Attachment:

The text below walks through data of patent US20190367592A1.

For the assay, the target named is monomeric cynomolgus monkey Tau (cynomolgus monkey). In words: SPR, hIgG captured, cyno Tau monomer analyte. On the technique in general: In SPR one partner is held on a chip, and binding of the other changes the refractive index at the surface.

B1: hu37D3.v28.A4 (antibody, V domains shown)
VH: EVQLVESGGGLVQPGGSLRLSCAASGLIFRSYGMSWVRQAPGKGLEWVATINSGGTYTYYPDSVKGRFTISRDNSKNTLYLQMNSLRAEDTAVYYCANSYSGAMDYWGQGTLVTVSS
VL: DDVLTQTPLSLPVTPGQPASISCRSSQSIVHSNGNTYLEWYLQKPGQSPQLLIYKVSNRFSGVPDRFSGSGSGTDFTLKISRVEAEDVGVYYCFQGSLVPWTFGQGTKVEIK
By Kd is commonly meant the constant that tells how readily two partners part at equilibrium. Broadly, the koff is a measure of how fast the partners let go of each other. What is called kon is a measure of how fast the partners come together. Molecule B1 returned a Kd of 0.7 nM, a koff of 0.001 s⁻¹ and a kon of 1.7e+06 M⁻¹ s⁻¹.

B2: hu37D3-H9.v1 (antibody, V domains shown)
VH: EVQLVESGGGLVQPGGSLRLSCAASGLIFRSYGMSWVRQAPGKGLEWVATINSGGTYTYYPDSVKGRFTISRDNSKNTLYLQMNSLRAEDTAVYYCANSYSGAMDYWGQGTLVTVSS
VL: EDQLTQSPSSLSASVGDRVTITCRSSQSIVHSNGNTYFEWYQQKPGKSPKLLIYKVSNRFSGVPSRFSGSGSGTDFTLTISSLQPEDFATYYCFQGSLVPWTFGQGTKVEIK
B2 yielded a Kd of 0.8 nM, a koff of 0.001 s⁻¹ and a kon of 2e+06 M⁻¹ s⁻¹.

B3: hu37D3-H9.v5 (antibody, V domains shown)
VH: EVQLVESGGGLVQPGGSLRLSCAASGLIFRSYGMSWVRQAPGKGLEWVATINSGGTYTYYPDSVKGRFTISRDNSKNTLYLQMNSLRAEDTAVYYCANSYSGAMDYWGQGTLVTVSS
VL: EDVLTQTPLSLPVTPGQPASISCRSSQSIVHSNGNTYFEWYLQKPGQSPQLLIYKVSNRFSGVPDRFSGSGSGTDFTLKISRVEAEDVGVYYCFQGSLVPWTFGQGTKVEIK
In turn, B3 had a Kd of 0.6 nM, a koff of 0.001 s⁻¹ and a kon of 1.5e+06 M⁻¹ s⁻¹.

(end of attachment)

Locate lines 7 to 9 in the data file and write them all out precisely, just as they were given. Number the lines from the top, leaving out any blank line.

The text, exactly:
B2: hu37D3-H9.v1 (antibody, V domains shown)
VH: EVQLVESGGGLVQPGGSLRLSCAASGLIFRSYGMSWVRQAPGKGLEWVATINSGGTYTYYPDSVKGRFTISRDNSKNTLYLQMNSLRAEDTAVYYCANSYSGAMDYWGQGTLVTVSS
VL: EDQLTQSPSSLSASVGDRVTITCRSSQSIVHSNGNTYFEWYQQKPGKSPKLLIYKVSNRFSGVPSRFSGSGSGTDFTLTISSLQPEDFATYYCFQGSLVPWTFGQGTKVEIK